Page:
Don’t Hold Your Breath Over Atlantis Findings

A claim has come through in the press recently and made its rounds throughout the internet that a massive city lost by the vengeful tides of the sea has been discovered by archaeologists.  Of course the claim has come to the news media long before being studied by archaeological peers, and with the bold faced motivation of earning more funding for the expedition.

The only thing that seems to have resurfaced in this case is the age old desire to usurp the archaeological field with financial gains in mind.  Needless to say the evidence presented leaves a lot to be desired, and those experienced with hoaxes are generally giving this story a wide berth as something about it smells fishy.

It’s with good reason that the story is being looked at suspiciously by potential investors, as it comes in the wake of one of the most often claimed archaeological finds of the past few centuries.  Throughout history people have claimed to have discovered the lost city of great technology since its earliest surviving written testament to its existence.

It was Plato who first recorded the city (rather a nation) in his writings, but many have speculated that the city of Atlantis may have been merely allegorical to politics, as direct criticism of any political group was in 350 BC quite a dangerous thing to do.  Still, others have contested that the lost city of Atlantis still remains today, buried on the ocean floor as a testament to the impotence of advanced technology against the unforgiving all encompassing forces of Earth.

Since Plato’s texts were first recovered, dozens if not hundreds of claims have been made by archaeologists all over the world, claiming to have found the lost city.  It is, by now, as elusive and iconic a discovery as The Holy Grail or the Fountain of Youth.  Regardless of whether it turns out to be false, the city’s population in fiction has swelled as fictional visitors from the Science Fiction genre have made appearances within its domed walls since shortly after the genre was first conceived.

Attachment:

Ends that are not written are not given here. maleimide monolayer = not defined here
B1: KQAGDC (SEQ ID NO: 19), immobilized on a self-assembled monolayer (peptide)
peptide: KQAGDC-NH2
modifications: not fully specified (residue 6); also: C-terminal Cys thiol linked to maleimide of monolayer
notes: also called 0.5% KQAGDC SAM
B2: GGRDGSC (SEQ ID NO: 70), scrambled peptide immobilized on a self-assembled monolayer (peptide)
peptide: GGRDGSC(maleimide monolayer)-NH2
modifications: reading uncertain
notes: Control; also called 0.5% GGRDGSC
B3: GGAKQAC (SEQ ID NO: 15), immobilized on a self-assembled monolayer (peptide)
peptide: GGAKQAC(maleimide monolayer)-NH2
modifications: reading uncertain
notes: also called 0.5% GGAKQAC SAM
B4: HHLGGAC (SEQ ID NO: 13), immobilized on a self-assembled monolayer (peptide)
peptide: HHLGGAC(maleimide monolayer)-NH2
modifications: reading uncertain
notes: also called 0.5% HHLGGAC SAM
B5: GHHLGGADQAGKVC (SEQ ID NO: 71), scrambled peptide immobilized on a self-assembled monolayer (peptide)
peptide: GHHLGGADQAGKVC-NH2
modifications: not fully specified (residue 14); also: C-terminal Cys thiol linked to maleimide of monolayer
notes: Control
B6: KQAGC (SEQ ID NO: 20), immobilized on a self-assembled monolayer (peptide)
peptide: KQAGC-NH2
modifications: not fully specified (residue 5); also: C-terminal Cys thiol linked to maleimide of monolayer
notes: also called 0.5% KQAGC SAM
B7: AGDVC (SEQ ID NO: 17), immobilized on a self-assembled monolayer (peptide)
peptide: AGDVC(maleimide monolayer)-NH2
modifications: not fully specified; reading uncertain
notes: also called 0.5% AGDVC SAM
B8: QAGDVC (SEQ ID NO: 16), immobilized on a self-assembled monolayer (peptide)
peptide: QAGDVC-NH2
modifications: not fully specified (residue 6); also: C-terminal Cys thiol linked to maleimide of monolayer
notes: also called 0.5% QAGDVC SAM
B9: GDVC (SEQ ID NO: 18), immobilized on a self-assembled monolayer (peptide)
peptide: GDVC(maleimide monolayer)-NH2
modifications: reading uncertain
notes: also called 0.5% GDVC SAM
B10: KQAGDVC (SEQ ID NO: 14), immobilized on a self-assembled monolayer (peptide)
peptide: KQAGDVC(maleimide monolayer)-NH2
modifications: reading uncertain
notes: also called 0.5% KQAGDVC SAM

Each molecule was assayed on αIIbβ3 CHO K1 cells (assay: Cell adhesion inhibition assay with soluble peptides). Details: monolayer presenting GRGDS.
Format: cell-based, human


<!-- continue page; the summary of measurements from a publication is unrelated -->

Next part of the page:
In popular culture, Atlantis is often portrayed as either a city populated with gilled people who rely on technology years in excess of anything we have discovered on Earth since, often tapping into some form of cosmic rays or magical energy to power a world without steam and all the technological wonders within.  The lost nation of Atlantis, in pop culture, presumably adapted to its underwater world somehow rather than leaving and traveling to the surface.  Often citizens are seen to have developed fish-like qualities such as gills, webbed appendages, and other features that make them look humanoid, but not quite fully human.

Of course depictions of Atlantis in the speculative field largely say it was likely completely destroyed by whatever caused it initially to sink, but that ruins along with incredible technological insight (which we may or may not have caught up to by now) are now scattered across the bottom of the ocean.  Strange artifacts (such as the ancient Antekythera computer) discovered on the bottom of the sea have indicated that certain pockets of civilization were far more technologically advanced than was previously suspected and often Atlantis mythology is tied into this whole tale.

Reading into the actual account of the Atlantean war with Athens taking place some 9,000 years prior to Plato’s writing (almost 11,000 years by now) it does appear the story is meant to make a point about their current social climate.  But why so specific?  Plato describes Atlantis as a kingdom with ten kings dividing up its provinces.  Regardless, the reports of Atlantean discovery are to be taken with a grain of salt until more evidence is presented or at the very least the identity of the archaeologists involved comes forth.